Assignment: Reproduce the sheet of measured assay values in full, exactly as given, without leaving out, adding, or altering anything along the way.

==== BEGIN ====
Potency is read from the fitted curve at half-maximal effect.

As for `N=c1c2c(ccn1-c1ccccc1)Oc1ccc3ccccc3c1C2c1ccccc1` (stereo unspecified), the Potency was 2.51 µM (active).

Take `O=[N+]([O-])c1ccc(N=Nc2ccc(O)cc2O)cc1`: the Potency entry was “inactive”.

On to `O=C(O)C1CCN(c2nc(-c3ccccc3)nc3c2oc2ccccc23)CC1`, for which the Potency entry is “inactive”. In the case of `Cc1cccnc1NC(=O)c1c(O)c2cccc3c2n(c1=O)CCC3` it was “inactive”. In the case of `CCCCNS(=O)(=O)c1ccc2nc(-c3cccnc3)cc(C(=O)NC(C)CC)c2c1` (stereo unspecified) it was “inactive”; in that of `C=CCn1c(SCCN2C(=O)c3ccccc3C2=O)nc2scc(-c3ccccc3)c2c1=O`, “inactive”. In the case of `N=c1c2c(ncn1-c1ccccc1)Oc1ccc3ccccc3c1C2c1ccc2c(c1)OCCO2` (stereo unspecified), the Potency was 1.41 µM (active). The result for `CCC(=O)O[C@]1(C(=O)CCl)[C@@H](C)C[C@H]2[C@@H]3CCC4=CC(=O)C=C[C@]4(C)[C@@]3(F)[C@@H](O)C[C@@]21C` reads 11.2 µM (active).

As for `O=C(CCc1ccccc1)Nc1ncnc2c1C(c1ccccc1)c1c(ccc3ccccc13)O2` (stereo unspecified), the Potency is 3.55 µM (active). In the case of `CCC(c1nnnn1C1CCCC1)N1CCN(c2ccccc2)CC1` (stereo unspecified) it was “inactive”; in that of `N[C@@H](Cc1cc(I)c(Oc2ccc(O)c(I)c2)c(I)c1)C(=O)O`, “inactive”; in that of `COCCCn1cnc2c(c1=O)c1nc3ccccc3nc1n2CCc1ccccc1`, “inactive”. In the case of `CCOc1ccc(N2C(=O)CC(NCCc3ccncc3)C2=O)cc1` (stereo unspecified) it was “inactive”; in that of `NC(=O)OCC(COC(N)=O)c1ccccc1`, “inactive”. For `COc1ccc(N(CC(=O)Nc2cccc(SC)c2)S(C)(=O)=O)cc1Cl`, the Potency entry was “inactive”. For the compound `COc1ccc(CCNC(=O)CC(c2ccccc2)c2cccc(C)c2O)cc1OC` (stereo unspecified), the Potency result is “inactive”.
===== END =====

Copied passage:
Potency is read from the fitted curve at half-maximal effect.

As for `N=c1c2c(ccn1-c1ccccc1)Oc1ccc3ccccc3c1C2c1ccccc1` (stereo unspecified), the Potency was 2.51 µM (active).

Take `O=[N+]([O-])c1ccc(N=Nc2ccc(O)cc2O)cc1`: the Potency entry was “inactive”.

On to `O=C(O)C1CCN(c2nc(-c3ccccc3)nc3c2oc2ccccc23)CC1`, for which the Potency entry is “inactive”. In the case of `Cc1cccnc1NC(=O)c1c(O)c2cccc3c2n(c1=O)CCC3` it was “inactive”. In the case of `CCCCNS(=O)(=O)c1ccc2nc(-c3cccnc3)cc(C(=O)NC(C)CC)c2c1` (stereo unspecified) it was “inactive”; in that of `C=CCn1c(SCCN2C(=O)c3ccccc3C2=O)nc2scc(-c3ccccc3)c2c1=O`, “inactive”. In the case of `N=c1c2c(ncn1-c1ccccc1)Oc1ccc3ccccc3c1C2c1ccc2c(c1)OCCO2` (stereo unspecified), the Potency was 1.41 µM (active). The result for `CCC(=O)O[C@]1(C(=O)CCl)[C@@H](C)C[C@H]2[C@@H]3CCC4=CC(=O)C=C[C@]4(C)[C@@]3(F)[C@@H](O)C[C@@]21C` reads 11.2 µM (active).

As for `O=C(CCc1ccccc1)Nc1ncnc2c1C(c1ccccc1)c1c(ccc3ccccc13)O2` (stereo unspecified), the Potency is 3.55 µM (active). In the case of `CCC(c1nnnn1C1CCCC1)N1CCN(c2ccccc2)CC1` (stereo unspecified) it was “inactive”; in that of `N[C@@H](Cc1cc(I)c(Oc2ccc(O)c(I)c2)c(I)c1)C(=O)O`, “inactive”; in that of `COCCCn1cnc2c(c1=O)c1nc3ccccc3nc1n2CCc1ccccc1`, “inactive”. In the case of `CCOc1ccc(N2C(=O)CC(NCCc3ccncc3)C2=O)cc1` (stereo unspecified) it was “inactive”; in that of `NC(=O)OCC(COC(N)=O)c1ccccc1`, “inactive”. For `COc1ccc(N(CC(=O)Nc2cccc(SC)c2)S(C)(=O)=O)cc1Cl`, the Potency entry was “inactive”. For the compound `COc1ccc(CCNC(=O)CC(c2ccccc2)c2cccc(C)c2O)cc1OC` (stereo unspecified), the Potency result is “inactive”.